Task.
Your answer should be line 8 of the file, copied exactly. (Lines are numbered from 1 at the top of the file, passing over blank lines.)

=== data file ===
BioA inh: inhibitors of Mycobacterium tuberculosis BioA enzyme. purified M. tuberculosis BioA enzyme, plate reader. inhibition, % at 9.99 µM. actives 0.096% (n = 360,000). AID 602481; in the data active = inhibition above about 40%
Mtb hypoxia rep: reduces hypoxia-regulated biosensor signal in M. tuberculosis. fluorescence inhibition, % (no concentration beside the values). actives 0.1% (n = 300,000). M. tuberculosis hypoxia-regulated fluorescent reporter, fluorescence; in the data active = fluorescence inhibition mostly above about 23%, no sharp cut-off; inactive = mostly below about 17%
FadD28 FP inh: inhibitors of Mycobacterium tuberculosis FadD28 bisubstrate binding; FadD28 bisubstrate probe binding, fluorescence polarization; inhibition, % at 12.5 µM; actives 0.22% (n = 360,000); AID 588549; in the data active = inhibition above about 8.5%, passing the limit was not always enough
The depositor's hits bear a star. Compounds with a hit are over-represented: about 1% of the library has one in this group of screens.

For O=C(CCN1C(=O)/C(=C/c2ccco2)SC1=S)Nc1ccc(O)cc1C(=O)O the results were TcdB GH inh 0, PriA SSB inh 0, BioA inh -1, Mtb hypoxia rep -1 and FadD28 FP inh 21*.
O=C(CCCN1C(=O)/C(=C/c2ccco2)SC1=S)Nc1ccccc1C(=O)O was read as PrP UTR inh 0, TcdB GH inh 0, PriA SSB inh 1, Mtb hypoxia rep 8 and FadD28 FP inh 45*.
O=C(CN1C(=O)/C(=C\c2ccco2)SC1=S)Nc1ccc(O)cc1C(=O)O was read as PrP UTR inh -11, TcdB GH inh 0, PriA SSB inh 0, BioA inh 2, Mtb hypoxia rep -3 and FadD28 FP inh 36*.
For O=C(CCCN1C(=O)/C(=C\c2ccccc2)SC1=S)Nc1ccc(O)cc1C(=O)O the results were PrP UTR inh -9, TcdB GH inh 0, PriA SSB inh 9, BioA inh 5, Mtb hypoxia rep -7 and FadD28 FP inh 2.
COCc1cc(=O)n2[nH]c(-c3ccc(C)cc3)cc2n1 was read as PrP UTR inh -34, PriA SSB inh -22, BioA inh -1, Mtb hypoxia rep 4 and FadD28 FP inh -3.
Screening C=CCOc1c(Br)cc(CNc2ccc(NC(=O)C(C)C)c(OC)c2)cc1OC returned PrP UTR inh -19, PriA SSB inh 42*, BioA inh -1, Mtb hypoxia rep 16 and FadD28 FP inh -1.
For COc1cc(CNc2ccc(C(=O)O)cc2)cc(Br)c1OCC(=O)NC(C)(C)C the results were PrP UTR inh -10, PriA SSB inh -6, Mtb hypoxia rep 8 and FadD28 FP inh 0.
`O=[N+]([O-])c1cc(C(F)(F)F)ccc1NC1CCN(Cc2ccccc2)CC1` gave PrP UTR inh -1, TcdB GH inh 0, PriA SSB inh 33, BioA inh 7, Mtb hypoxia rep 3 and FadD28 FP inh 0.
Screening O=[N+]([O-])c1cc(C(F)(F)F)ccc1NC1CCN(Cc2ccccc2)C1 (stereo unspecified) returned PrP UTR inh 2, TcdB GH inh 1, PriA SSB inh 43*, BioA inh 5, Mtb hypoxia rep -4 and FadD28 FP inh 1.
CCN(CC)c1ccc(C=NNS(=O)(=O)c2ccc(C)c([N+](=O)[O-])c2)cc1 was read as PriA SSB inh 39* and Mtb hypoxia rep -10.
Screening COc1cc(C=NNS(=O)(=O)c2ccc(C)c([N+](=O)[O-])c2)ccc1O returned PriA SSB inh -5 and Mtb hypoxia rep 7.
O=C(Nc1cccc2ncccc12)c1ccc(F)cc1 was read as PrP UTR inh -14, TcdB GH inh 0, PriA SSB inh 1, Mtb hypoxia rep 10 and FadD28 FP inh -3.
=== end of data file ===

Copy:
For O=C(CCCN1C(=O)/C(=C\c2ccccc2)SC1=S)Nc1ccc(O)cc1C(=O)O the results were PrP UTR inh -9, TcdB GH inh 0, PriA SSB inh 9, BioA inh 5, Mtb hypoxia rep -7 and FadD28 FP inh 2.